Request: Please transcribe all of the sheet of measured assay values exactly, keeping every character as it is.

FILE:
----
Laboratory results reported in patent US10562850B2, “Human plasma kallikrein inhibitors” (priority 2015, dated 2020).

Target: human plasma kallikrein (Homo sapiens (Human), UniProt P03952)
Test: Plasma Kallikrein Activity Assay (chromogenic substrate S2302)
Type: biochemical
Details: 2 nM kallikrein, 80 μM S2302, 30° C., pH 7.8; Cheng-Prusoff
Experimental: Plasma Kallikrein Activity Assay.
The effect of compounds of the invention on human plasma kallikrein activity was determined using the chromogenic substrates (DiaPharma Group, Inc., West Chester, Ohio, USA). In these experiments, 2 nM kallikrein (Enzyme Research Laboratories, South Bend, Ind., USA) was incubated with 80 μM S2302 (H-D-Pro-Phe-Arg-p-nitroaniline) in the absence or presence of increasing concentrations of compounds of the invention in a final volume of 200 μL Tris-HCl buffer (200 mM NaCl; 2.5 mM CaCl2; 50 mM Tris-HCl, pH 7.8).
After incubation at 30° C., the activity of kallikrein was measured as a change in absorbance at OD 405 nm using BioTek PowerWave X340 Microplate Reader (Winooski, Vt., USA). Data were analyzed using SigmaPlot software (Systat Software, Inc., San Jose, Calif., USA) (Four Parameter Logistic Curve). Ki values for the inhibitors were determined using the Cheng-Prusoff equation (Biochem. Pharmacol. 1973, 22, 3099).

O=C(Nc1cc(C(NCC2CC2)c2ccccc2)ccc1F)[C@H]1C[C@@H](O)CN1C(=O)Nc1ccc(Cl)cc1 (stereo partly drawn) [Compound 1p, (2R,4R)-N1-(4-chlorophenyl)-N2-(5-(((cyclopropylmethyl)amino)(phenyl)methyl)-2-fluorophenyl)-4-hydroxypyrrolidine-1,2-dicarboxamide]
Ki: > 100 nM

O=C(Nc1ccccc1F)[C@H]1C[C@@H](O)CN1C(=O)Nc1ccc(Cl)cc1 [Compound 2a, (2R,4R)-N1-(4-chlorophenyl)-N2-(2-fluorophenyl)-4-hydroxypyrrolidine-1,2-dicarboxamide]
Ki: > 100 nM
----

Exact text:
Laboratory results reported in patent US10562850B2, “Human plasma kallikrein inhibitors” (priority 2015, dated 2020).

Target: human plasma kallikrein (Homo sapiens (Human), UniProt P03952)
Test: Plasma Kallikrein Activity Assay (chromogenic substrate S2302)
Type: biochemical
Details: 2 nM kallikrein, 80 μM S2302, 30° C., pH 7.8; Cheng-Prusoff
Experimental: Plasma Kallikrein Activity Assay.
The effect of compounds of the invention on human plasma kallikrein activity was determined using the chromogenic substrates (DiaPharma Group, Inc., West Chester, Ohio, USA). In these experiments, 2 nM kallikrein (Enzyme Research Laboratories, South Bend, Ind., USA) was incubated with 80 μM S2302 (H-D-Pro-Phe-Arg-p-nitroaniline) in the absence or presence of increasing concentrations of compounds of the invention in a final volume of 200 μL Tris-HCl buffer (200 mM NaCl; 2.5 mM CaCl2; 50 mM Tris-HCl, pH 7.8).
After incubation at 30° C., the activity of kallikrein was measured as a change in absorbance at OD 405 nm using BioTek PowerWave X340 Microplate Reader (Winooski, Vt., USA). Data were analyzed using SigmaPlot software (Systat Software, Inc., San Jose, Calif., USA) (Four Parameter Logistic Curve). Ki values for the inhibitors were determined using the Cheng-Prusoff equation (Biochem. Pharmacol. 1973, 22, 3099).

O=C(Nc1cc(C(NCC2CC2)c2ccccc2)ccc1F)[C@H]1C[C@@H](O)CN1C(=O)Nc1ccc(Cl)cc1 (stereo partly drawn) [Compound 1p, (2R,4R)-N1-(4-chlorophenyl)-N2-(5-(((cyclopropylmethyl)amino)(phenyl)methyl)-2-fluorophenyl)-4-hydroxypyrrolidine-1,2-dicarboxamide]
Ki: > 100 nM

O=C(Nc1ccccc1F)[C@H]1C[C@@H](O)CN1C(=O)Nc1ccc(Cl)cc1 [Compound 2a, (2R,4R)-N1-(4-chlorophenyl)-N2-(2-fluorophenyl)-4-hydroxypyrrolidine-1,2-dicarboxamide]
Ki: > 100 nM